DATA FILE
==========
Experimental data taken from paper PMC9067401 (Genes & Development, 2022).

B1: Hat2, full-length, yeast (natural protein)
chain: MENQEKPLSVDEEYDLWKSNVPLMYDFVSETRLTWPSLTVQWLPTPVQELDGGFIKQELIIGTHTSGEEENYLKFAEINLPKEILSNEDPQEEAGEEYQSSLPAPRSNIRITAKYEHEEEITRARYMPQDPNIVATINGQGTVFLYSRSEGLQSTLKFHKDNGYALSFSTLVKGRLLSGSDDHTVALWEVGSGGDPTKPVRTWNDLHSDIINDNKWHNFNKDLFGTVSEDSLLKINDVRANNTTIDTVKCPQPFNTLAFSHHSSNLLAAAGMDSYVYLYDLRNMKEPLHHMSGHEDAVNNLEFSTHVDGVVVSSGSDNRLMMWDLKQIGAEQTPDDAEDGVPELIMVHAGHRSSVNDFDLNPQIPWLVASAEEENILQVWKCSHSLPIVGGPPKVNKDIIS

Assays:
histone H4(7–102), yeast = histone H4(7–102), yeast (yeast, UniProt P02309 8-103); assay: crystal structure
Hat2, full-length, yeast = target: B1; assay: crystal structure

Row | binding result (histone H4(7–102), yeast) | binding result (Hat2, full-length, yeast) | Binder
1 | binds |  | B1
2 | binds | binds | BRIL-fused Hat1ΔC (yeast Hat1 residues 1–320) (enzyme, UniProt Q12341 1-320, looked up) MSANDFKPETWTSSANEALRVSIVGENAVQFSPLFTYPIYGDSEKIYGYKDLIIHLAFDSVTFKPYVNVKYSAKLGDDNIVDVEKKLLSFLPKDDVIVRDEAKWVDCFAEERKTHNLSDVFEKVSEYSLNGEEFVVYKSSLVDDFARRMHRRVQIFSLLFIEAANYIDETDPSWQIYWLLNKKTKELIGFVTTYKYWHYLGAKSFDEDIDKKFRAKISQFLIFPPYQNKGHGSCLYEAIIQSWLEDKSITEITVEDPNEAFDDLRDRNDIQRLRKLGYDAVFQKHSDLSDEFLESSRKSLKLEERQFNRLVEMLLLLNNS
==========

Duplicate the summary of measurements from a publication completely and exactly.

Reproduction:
Experimental data taken from paper PMC9067401 (Genes & Development, 2022).

B1: Hat2, full-length, yeast (natural protein)
chain: MENQEKPLSVDEEYDLWKSNVPLMYDFVSETRLTWPSLTVQWLPTPVQELDGGFIKQELIIGTHTSGEEENYLKFAEINLPKEILSNEDPQEEAGEEYQSSLPAPRSNIRITAKYEHEEEITRARYMPQDPNIVATINGQGTVFLYSRSEGLQSTLKFHKDNGYALSFSTLVKGRLLSGSDDHTVALWEVGSGGDPTKPVRTWNDLHSDIINDNKWHNFNKDLFGTVSEDSLLKINDVRANNTTIDTVKCPQPFNTLAFSHHSSNLLAAAGMDSYVYLYDLRNMKEPLHHMSGHEDAVNNLEFSTHVDGVVVSSGSDNRLMMWDLKQIGAEQTPDDAEDGVPELIMVHAGHRSSVNDFDLNPQIPWLVASAEEENILQVWKCSHSLPIVGGPPKVNKDIIS

Assays:
histone H4(7–102), yeast = histone H4(7–102), yeast (yeast, UniProt P02309 8-103); assay: crystal structure
Hat2, full-length, yeast = target: B1; assay: crystal structure

Row | binding result (histone H4(7–102), yeast) | binding result (Hat2, full-length, yeast) | Binder
1 | binds |  | B1
2 | binds | binds | BRIL-fused Hat1ΔC (yeast Hat1 residues 1–320) (enzyme, UniProt Q12341 1-320, looked up) MSANDFKPETWTSSANEALRVSIVGENAVQFSPLFTYPIYGDSEKIYGYKDLIIHLAFDSVTFKPYVNVKYSAKLGDDNIVDVEKKLLSFLPKDDVIVRDEAKWVDCFAEERKTHNLSDVFEKVSEYSLNGEEFVVYKSSLVDDFARRMHRRVQIFSLLFIEAANYIDETDPSWQIYWLLNKKTKELIGFVTTYKYWHYLGAKSFDEDIDKKFRAKISQFLIFPPYQNKGHGSCLYEAIIQSWLEDKSITEITVEDPNEAFDDLRDRNDIQRLRKLGYDAVFQKHSDLSDEFLESSRKSLKLEERQFNRLVEMLLLLNNS